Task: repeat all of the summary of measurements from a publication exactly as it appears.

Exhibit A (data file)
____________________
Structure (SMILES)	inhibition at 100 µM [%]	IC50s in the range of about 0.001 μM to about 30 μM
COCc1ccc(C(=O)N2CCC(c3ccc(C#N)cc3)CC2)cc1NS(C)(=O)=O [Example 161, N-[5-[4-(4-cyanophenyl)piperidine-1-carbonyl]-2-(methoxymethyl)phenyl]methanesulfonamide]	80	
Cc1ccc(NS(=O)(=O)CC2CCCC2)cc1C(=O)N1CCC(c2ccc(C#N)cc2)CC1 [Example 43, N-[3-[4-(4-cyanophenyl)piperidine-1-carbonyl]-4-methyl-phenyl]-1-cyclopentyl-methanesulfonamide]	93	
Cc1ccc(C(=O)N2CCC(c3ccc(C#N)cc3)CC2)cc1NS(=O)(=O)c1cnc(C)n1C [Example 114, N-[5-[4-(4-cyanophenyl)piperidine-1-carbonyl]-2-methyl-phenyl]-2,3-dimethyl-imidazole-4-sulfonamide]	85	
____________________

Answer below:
Structure (SMILES)	inhibition at 100 µM [%]	IC50s in the range of about 0.001 μM to about 30 μM
COCc1ccc(C(=O)N2CCC(c3ccc(C#N)cc3)CC2)cc1NS(C)(=O)=O [Example 161, N-[5-[4-(4-cyanophenyl)piperidine-1-carbonyl]-2-(methoxymethyl)phenyl]methanesulfonamide]	80	
Cc1ccc(NS(=O)(=O)CC2CCCC2)cc1C(=O)N1CCC(c2ccc(C#N)cc2)CC1 [Example 43, N-[3-[4-(4-cyanophenyl)piperidine-1-carbonyl]-4-methyl-phenyl]-1-cyclopentyl-methanesulfonamide]	93	
Cc1ccc(C(=O)N2CCC(c3ccc(C#N)cc3)CC2)cc1NS(=O)(=O)c1cnc(C)n1C [Example 114, N-[5-[4-(4-cyanophenyl)piperidine-1-carbonyl]-2-methyl-phenyl]-2,3-dimethyl-imidazole-4-sulfonamide]	85	